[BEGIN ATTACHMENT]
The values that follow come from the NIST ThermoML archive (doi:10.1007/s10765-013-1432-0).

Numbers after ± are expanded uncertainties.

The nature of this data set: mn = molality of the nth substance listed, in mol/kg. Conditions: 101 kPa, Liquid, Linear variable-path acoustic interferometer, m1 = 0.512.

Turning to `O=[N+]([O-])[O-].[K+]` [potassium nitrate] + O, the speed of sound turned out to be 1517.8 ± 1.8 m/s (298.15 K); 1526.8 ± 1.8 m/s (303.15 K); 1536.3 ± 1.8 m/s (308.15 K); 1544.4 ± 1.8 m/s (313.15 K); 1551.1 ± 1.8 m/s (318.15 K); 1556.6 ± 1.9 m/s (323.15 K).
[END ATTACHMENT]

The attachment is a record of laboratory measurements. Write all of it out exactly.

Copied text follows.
The values that follow come from the NIST ThermoML archive (doi:10.1007/s10765-013-1432-0).

Numbers after ± are expanded uncertainties.

The nature of this data set: mn = molality of the nth substance listed, in mol/kg. Conditions: 101 kPa, Liquid, Linear variable-path acoustic interferometer, m1 = 0.512.

Turning to `O=[N+]([O-])[O-].[K+]` [potassium nitrate] + O, the speed of sound turned out to be 1517.8 ± 1.8 m/s (298.15 K); 1526.8 ± 1.8 m/s (303.15 K); 1536.3 ± 1.8 m/s (308.15 K); 1544.4 ± 1.8 m/s (313.15 K); 1551.1 ± 1.8 m/s (318.15 K); 1556.6 ± 1.9 m/s (323.15 K).